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A Review of "The Circle" by Dave Eggers

Updated on February 15, 2015

Dave Eggers


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A Cautionary Tale

In In today’s information age, Dave Eggers’ novel about (technological plutocracy) serves as a warning against the dangers of total transparency. Since the mid-twentieth century, Americans have vehemently sought ways to make life easier and to make goods and services more convenient. As a result, new businesses and newer technologies have sprung up in order to fulfil public demand. In some cases, newer technologies are created for the sole purpose of amassing capital by convincing people that the product is a need. In the case of The Circle, Eggers’ imaginary technological hub, the company hosts a bevy of unique inventions created by burgeoning young inventors that are designed to make life easier and more pleasant. Initially, like many technological inventions in today’s world, many people are aesthetically drawn to the wonder of some of these inventions, for instance, in the novel, the invention of a small camera called SeeChange that can be placed anywhere and hidden from view, but powerful enough to pick up every detail. The rationale for such an invention—which is a clear violation of personal privacy-- is to put an end to hidden human rights abuses.

The protagonist of the story, Mae Holland, starts out as a bored college grads stuck in a dead end job with no future prospects and no hope for advancement. Through a close personal connection in the company, her best friend, Annie, she is able to land a position in The Circle’s Customer Experience department—the equivalent to a customer service position. Annie is a former college roommate of Mae’s and is a fixture in The Circle’s Gang of 40—an executive position in the company. As for any new recruit, or “newbie,” as they are referred to in the story, things start off a little shaky. For Mae, there is a driving need to fit in and to perform well. Upon reading, it appears as if some of the veteran staffers at The Circle tend to take advantage of such vulnerability by applying mild pressure to Mae as she struggles to keep up with the demands of the company. One of the primary demands of the company is to maintain full transparency as often as humanly possible. As Mae rises through the ranks of the company, she becomes fully “transparent”—with the exception of a three minute hiatus for a bathroom break. The catalyst for her becoming fully transparent sprang directly from her driving need to conform to company standards for the sake of keeping her job, which she is grateful for to a fault. It also appears that many of The Circle’s employees are easily won over by new inventions and never seem to question the validity of the true purpose for those inventions—being that they are geniuses and all! Mae, being in a vulnerable position as a “newbie,” likewise sees no need to question. This also highlights the depths of Mae’s naiveté based on her background and personal drive. Having a company physical is another requirement of employment at The Circle. The company doctor, Dr.Villalobos, who also appears to be a physically seductive character in the novel, is able to smooth talk Mae into swallowing a microchip in order to help her manage her good health. Naturally, Mae would want to do such a thing being that she knows she’s genetically predisposed to certain family traits. Her father is battling MS . After Mae unwittingly swallows the microchip, the doctor then rationalizes the need for such a device. Mae goes along without question although she is clearly taken aback. Much of the rationale for the curious inventions in this novel is quite twisted, but valid when it concerns profit margin and control.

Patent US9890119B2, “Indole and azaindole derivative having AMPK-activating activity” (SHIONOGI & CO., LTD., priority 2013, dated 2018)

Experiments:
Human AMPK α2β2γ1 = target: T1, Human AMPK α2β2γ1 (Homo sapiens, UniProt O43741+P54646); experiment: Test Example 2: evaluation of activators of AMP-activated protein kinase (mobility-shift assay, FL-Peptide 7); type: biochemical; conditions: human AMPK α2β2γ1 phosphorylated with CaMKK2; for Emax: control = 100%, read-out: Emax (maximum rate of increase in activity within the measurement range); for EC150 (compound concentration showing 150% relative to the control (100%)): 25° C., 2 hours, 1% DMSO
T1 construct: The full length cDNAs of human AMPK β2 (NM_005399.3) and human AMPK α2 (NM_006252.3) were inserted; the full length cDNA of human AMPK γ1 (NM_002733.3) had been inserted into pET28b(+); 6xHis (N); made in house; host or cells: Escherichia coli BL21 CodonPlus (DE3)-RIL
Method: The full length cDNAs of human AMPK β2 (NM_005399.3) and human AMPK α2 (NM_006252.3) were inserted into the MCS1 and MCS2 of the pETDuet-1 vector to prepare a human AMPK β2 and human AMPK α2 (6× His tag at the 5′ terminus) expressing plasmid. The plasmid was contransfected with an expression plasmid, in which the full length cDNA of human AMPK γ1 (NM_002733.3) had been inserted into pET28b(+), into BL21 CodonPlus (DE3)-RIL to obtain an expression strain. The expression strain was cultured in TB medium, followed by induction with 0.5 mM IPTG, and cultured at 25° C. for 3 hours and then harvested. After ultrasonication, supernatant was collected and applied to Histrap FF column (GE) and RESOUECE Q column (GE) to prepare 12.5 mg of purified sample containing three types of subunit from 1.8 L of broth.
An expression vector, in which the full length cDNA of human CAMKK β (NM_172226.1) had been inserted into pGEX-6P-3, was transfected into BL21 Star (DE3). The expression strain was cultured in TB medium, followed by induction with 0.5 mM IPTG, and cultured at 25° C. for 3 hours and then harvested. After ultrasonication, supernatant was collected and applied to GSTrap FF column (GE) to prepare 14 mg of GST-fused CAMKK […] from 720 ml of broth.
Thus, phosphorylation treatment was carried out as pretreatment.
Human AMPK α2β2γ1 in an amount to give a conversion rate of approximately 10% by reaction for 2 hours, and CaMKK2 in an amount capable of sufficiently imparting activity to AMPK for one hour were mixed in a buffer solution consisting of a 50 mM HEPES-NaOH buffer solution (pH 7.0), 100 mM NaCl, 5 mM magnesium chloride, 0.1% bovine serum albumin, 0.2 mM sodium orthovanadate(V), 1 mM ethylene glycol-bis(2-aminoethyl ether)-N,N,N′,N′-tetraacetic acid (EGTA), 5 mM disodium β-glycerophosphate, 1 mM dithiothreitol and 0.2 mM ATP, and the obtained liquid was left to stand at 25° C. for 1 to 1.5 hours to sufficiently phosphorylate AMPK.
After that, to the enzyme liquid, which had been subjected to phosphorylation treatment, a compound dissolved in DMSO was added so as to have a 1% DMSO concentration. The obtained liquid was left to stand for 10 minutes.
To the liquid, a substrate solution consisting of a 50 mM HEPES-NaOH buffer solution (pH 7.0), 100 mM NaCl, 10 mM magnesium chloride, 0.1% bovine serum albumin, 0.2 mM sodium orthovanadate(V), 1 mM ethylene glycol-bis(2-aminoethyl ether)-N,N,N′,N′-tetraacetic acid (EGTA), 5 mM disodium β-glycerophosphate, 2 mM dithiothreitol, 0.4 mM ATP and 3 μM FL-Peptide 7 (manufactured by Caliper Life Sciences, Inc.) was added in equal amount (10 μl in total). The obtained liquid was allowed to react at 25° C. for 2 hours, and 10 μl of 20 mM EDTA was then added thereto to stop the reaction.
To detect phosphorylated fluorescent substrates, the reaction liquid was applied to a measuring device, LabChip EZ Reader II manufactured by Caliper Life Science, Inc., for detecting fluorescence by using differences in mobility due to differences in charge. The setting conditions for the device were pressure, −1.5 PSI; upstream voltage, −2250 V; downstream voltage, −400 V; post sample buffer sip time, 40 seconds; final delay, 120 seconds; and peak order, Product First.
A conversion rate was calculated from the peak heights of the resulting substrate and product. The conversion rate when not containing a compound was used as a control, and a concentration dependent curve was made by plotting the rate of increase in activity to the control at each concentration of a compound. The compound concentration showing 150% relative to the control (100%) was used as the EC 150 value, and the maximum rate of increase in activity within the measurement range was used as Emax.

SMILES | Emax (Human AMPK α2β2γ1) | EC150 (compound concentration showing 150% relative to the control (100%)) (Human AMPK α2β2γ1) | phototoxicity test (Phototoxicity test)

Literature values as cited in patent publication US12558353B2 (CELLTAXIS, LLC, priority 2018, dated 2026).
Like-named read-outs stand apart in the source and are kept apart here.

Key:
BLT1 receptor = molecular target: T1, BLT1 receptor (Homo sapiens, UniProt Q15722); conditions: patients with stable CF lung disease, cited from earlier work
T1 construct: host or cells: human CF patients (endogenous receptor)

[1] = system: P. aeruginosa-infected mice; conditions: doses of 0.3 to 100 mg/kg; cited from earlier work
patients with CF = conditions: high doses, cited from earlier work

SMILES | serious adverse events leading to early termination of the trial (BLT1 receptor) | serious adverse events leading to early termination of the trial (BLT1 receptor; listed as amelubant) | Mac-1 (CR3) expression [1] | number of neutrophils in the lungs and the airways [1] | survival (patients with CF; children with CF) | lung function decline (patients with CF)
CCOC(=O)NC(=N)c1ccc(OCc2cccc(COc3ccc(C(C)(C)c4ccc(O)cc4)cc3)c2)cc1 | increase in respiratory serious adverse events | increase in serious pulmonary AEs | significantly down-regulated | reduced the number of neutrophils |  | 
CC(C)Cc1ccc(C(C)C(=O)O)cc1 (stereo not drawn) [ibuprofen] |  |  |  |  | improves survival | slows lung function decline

Mae’s drive for acceptance blinds her to the reality of the dangers of (total transparency) so much that when she tries to aid the people around her through her connection to The Circle, she unwittingly places them in a compromising position--to give up their personal privacy, and eventually their freedom, in order to partake of the company’s benefits—her father, health insurance; her ex-boyfriend , Mercer, a chance to expand his business; and Ty, the brains behind The Circle and one of the top three creators of the company, a chance to dismantle the global, privacy-invading monster the company had become. Her friend Annie suffers, as well. Trying to follow Mae’s lead in order to settle a jealous rivalry, she volunteers to be a guinea pig for a family-tracing project called PastPerfect. The invention, in turn, reveals horrible truths about Annie’s family history all the way down to her parents; much to her surprise since she was under the impression much of her family were upstanding members of society who came over on the Mayflower.

In correlation, within the last two centuries, the world has progressed both industrially and economically. Life in the Western industrialized world has been made easier and more comfortable and in many ways, more decadent. But to every creative and practical invention, there is a downside—a sacrifice that must be made in order to enjoy the fruits of such genius. Like the Three Wise Men, the elite triad of The Circle, many of the world’s elite are able to amass and maintain great wealth and power at the expense of the public by manipulating certain kinds of human appeal. In this sense, (Eggers)’ novel serves as a cautionary tale letting us know that to have the freedom to question is a privilege that renders the greater results and to always seek to understand ulterior motives.

How Do You Feel?

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© 2014 Dana Ayres


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